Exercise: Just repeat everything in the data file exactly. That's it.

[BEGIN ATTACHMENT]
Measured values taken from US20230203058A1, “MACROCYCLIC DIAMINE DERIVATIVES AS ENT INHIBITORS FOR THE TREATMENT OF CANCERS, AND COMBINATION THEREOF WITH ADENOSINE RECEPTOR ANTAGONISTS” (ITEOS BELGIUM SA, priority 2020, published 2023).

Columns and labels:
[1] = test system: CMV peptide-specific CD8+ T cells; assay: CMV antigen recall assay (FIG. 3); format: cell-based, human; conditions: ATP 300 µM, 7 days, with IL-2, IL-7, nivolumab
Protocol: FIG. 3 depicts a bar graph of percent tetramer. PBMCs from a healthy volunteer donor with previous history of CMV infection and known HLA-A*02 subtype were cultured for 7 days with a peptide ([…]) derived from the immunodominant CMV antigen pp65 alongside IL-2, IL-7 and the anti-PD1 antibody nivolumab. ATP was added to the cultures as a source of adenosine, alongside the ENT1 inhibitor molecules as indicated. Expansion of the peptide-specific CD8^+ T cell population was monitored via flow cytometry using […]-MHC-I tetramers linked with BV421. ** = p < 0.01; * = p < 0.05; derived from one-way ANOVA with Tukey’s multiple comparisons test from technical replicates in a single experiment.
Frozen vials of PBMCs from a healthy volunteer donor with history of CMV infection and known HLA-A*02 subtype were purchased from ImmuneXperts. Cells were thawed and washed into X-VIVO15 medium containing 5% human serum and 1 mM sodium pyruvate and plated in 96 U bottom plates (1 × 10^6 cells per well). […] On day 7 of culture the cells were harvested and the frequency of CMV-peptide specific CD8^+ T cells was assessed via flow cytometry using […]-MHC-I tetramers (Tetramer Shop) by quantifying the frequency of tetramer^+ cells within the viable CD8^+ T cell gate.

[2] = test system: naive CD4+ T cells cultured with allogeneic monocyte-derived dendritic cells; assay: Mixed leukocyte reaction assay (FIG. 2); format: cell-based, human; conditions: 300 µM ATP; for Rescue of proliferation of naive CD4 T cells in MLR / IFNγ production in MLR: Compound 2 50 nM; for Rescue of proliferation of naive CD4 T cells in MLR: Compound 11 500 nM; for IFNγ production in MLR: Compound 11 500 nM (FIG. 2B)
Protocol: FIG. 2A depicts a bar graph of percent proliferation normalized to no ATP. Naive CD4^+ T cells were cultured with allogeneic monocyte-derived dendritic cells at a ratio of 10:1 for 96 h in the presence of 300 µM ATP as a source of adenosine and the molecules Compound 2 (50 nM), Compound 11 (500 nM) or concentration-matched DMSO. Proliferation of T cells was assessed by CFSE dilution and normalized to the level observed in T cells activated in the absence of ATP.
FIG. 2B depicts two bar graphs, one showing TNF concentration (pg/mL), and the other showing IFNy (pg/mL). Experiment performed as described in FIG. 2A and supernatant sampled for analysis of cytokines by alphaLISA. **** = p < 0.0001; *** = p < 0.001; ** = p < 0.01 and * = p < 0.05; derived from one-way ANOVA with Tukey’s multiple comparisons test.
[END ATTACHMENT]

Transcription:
Measured values taken from US20230203058A1, “MACROCYCLIC DIAMINE DERIVATIVES AS ENT INHIBITORS FOR THE TREATMENT OF CANCERS, AND COMBINATION THEREOF WITH ADENOSINE RECEPTOR ANTAGONISTS” (ITEOS BELGIUM SA, priority 2020, published 2023).

Columns and labels:
[1] = test system: CMV peptide-specific CD8+ T cells; assay: CMV antigen recall assay (FIG. 3); format: cell-based, human; conditions: ATP 300 µM, 7 days, with IL-2, IL-7, nivolumab
Protocol: FIG. 3 depicts a bar graph of percent tetramer. PBMCs from a healthy volunteer donor with previous history of CMV infection and known HLA-A*02 subtype were cultured for 7 days with a peptide ([…]) derived from the immunodominant CMV antigen pp65 alongside IL-2, IL-7 and the anti-PD1 antibody nivolumab. ATP was added to the cultures as a source of adenosine, alongside the ENT1 inhibitor molecules as indicated. Expansion of the peptide-specific CD8^+ T cell population was monitored via flow cytometry using […]-MHC-I tetramers linked with BV421. ** = p < 0.01; * = p < 0.05; derived from one-way ANOVA with Tukey’s multiple comparisons test from technical replicates in a single experiment.
Frozen vials of PBMCs from a healthy volunteer donor with history of CMV infection and known HLA-A*02 subtype were purchased from ImmuneXperts. Cells were thawed and washed into X-VIVO15 medium containing 5% human serum and 1 mM sodium pyruvate and plated in 96 U bottom plates (1 × 10^6 cells per well). […] On day 7 of culture the cells were harvested and the frequency of CMV-peptide specific CD8^+ T cells was assessed via flow cytometry using […]-MHC-I tetramers (Tetramer Shop) by quantifying the frequency of tetramer^+ cells within the viable CD8^+ T cell gate.

[2] = test system: naive CD4+ T cells cultured with allogeneic monocyte-derived dendritic cells; assay: Mixed leukocyte reaction assay (FIG. 2); format: cell-based, human; conditions: 300 µM ATP; for Rescue of proliferation of naive CD4 T cells in MLR / IFNγ production in MLR: Compound 2 50 nM; for Rescue of proliferation of naive CD4 T cells in MLR: Compound 11 500 nM; for IFNγ production in MLR: Compound 11 500 nM (FIG. 2B)
Protocol: FIG. 2A depicts a bar graph of percent proliferation normalized to no ATP. Naive CD4^+ T cells were cultured with allogeneic monocyte-derived dendritic cells at a ratio of 10:1 for 96 h in the presence of 300 µM ATP as a source of adenosine and the molecules Compound 2 (50 nM), Compound 11 (500 nM) or concentration-matched DMSO. Proliferation of T cells was assessed by CFSE dilution and normalized to the level observed in T cells activated in the absence of ATP.
FIG. 2B depicts two bar graphs, one showing TNF concentration (pg/mL), and the other showing IFNy (pg/mL). Experiment performed as described in FIG. 2A and supernatant sampled for analysis of cytokines by alphaLISA. **** = p < 0.0001; *** = p < 0.001; ** = p < 0.01 and * = p < 0.05; derived from one-way ANOVA with Tukey’s multiple comparisons test.